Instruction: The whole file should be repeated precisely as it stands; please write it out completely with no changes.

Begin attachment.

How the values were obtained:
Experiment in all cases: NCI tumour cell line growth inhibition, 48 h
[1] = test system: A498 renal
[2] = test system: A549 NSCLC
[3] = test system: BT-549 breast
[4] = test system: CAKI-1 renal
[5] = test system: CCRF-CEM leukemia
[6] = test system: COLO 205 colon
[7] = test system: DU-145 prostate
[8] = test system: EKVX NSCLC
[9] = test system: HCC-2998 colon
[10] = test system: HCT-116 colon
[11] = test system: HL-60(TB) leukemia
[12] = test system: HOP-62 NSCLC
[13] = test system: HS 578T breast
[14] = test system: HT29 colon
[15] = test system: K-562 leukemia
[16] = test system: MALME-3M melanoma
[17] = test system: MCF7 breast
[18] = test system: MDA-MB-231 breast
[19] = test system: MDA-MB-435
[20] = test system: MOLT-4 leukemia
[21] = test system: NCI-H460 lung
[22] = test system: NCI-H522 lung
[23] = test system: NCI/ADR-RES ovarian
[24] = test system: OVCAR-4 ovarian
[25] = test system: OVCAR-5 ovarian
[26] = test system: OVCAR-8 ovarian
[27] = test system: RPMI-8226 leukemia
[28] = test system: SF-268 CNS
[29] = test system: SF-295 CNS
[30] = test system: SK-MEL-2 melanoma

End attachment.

How the values were obtained:
Experiment in all cases: NCI tumour cell line growth inhibition, 48 h
[1] = test system: A498 renal
[2] = test system: A549 NSCLC
[3] = test system: BT-549 breast
[4] = test system: CAKI-1 renal
[5] = test system: CCRF-CEM leukemia
[6] = test system: COLO 205 colon
[7] = test system: DU-145 prostate
[8] = test system: EKVX NSCLC
[9] = test system: HCC-2998 colon
[10] = test system: HCT-116 colon
[11] = test system: HL-60(TB) leukemia
[12] = test system: HOP-62 NSCLC
[13] = test system: HS 578T breast
[14] = test system: HT29 colon
[15] = test system: K-562 leukemia
[16] = test system: MALME-3M melanoma
[17] = test system: MCF7 breast
[18] = test system: MDA-MB-231 breast
[19] = test system: MDA-MB-435
[20] = test system: MOLT-4 leukemia
[21] = test system: NCI-H460 lung
[22] = test system: NCI-H522 lung
[23] = test system: NCI/ADR-RES ovarian
[24] = test system: OVCAR-4 ovarian
[25] = test system: OVCAR-5 ovarian
[26] = test system: OVCAR-8 ovarian
[27] = test system: RPMI-8226 leukemia
[28] = test system: SF-268 CNS
[29] = test system: SF-295 CNS
[30] = test system: SK-MEL-2 melanoma